“Jim’s personal message was always the same as the Keeper’s message,” Terry Orcutt said. “If he was delivering food or Christmas presents to people, he never just brought it in. He said, ‘My name’s Jim, how are you doing?’ And if they offered a coffee or a water, he would talk with them. It was important even on the street that we came to know these people by name and heard their stories. They weren’t just a poor person sleeping under the bridge. God loves them like he loves the rest of us.”

Helping a pregnant woman on the streets of Brockton

Recently, Jim helped a woman on the streets of Brockton who was pregnant. Jim and Terry Orcutt saw her sleeping under a blanket and asked her if she needed help, which she initially declined outside of a cup of coffee. But it weighed on Jim’s mind and he went back the next day to find her. The woman said she thought about it and agreed to take help.

The woman, who thought she was 7 months pregnant, was actually 9 months pregnant, and Jim helped get her into a program in Quincy, Terry Orcutt said. After she gave birth to the baby, Jim drove the woman to the hospital to see her child.

“If he didn’t pursue that and tell her how much God loved her, the baby may not be here today,” Terry Orcutt said. “Those are the types of things he did unconditionally. He did things unconditionally, the way God loves us.”

Never too sick to care for others

Despite not being in any official role at My Brother’s Keeper in recent years, other than the unpaid volunteer work he had always done, Terry Orcutt said she considered Jim to be the organization’s “goodwill ambassador.”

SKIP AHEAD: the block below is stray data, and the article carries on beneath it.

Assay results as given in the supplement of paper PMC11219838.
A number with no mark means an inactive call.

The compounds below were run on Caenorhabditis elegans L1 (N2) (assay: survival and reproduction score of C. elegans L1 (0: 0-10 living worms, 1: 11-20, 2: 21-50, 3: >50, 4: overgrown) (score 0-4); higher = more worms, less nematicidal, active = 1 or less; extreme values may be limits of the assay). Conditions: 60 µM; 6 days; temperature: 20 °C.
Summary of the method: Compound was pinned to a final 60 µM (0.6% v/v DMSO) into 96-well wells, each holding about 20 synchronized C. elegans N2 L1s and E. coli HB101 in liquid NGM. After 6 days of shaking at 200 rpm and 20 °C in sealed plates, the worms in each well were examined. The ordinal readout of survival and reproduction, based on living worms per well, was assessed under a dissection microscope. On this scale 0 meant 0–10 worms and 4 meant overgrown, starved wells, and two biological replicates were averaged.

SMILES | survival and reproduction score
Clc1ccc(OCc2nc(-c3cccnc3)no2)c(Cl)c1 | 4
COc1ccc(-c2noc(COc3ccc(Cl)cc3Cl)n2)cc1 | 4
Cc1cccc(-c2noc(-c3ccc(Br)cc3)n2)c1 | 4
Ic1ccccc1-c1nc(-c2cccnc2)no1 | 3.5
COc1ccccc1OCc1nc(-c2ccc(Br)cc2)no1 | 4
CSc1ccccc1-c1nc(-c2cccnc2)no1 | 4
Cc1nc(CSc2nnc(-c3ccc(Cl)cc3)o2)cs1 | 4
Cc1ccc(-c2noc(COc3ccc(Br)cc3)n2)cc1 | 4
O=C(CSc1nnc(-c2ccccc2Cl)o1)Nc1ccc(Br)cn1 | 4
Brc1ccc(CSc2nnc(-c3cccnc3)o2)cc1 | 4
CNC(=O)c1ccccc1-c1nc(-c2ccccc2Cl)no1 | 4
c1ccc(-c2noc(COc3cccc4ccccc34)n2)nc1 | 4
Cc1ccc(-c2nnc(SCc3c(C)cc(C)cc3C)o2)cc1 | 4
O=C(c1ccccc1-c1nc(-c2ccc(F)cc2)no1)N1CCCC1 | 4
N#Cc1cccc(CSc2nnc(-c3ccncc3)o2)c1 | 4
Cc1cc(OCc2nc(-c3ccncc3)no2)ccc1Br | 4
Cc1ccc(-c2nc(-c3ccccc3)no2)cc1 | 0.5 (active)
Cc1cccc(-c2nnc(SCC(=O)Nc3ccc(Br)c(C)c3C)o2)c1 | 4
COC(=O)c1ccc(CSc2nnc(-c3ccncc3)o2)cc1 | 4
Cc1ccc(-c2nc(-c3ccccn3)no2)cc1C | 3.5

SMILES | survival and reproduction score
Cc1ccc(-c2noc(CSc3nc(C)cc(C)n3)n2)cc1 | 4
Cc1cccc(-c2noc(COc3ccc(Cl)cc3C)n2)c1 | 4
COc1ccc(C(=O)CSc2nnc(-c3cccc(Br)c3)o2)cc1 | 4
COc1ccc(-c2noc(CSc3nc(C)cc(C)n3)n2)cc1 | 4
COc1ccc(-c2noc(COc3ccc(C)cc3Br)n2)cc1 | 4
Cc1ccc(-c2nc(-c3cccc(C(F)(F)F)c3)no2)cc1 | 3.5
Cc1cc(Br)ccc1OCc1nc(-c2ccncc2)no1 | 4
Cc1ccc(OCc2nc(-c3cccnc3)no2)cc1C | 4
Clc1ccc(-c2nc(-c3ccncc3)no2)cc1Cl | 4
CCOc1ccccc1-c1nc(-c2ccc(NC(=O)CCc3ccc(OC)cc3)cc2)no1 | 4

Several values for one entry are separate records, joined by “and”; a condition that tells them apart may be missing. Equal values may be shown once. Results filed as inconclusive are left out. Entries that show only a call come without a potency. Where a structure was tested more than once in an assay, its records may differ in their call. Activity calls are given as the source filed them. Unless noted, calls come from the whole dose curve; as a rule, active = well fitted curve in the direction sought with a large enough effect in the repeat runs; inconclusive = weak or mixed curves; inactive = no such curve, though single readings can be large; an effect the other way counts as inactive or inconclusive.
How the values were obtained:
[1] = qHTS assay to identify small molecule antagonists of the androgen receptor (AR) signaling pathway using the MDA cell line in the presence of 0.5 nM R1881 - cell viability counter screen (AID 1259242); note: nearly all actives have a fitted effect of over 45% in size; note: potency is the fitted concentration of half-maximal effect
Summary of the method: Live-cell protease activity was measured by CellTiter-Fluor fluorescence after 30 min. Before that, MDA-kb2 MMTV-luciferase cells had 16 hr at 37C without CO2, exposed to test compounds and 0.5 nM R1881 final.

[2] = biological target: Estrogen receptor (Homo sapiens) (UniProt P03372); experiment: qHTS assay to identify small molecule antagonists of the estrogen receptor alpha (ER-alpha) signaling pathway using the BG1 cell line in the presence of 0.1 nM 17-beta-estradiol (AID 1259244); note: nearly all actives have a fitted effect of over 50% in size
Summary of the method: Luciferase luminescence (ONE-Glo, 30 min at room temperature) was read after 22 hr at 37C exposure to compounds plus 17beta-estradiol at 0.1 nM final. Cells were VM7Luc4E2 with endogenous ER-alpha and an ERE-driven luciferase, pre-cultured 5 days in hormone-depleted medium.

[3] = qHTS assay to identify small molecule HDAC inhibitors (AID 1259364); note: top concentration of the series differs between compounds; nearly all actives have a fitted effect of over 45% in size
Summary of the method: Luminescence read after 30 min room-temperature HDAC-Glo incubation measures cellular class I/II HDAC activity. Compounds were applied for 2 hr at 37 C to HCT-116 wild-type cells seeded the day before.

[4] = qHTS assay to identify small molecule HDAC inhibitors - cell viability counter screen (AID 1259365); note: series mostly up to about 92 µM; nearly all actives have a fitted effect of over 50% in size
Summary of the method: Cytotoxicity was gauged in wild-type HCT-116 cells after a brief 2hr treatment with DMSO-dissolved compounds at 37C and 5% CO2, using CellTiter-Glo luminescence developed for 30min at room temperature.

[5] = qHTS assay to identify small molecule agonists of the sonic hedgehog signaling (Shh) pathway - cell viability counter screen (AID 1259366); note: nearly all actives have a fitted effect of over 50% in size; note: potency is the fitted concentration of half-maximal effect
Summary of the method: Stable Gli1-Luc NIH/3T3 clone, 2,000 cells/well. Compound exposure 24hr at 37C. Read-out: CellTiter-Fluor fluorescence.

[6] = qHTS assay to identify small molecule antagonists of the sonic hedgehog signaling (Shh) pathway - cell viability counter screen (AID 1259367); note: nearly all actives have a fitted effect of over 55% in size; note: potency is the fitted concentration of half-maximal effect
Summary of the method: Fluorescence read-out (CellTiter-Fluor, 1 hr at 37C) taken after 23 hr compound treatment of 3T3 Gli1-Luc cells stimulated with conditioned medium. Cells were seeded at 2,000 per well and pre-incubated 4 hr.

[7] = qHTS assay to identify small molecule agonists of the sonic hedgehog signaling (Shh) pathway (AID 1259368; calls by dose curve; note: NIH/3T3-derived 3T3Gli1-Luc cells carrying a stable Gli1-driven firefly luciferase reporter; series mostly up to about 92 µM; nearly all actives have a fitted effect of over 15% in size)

“At Christmastime, as sick as he was and not able to drive, he would still spend a few hours there and that rejuvenated him,” she said. “He would go around with a walker and talk to people and tell them jokes. The children were so important to him. They all loved him.”

Erich Miller, the president of My Brother’s Keeper, said Jim “lived an extraordinary life of purpose.”

“Through his work at My Brother’s Keeper, the Holy Cross Retreat House and other important programs, he positively impacted hundreds of thousands of lives in the greater Brockton area,” Miller said. “He was larger than life but one of his greatest gifts was the ability to connect one-on-one with people — making them feel like they were the most important person in the room. He gave everyone he met a sense of value and worth.”

Jim is survived by Terry Orcutt, his wife of 53 years, and his children and their spouses — Maureen and Kim Staley, Jim and Jane Orcutt and Joe and Mary Orcutt. He also had six grandchildren and one great-grandson, along with several nieces and nephews. He is also survived by his sister, Patricia Peters, of Abington.

He was preceded in death by his parents, Mary and James Orcutt Sr., and six siblings — Frances Orcutt, Grover “Smokey” Orcutt, Elsie Johnson, Maureen McKenna, Clifford Orcutt and Charlotte Vernaglia.

How to pay your respects

People can pay their respects to Jim during visiting hours from 3 to 7 p.m. on Wednesday, Jan. 31, at Holy Cross Church, at 225 Purchase St. in Easton. A Mass will be celebrated at the church at 10:30 a.m. on Thursday, Feb. 1. The service will be livestreamed at HolyCrossEaston.org/Masses.

Jim’s obituary ends with a quote he was known to say.

“Every waking breath is an opportunity to make the love of God known,” it reads.

Enterprise senior reporter Cody Shepard can be reached by email at cshepard@enterprisenews.com.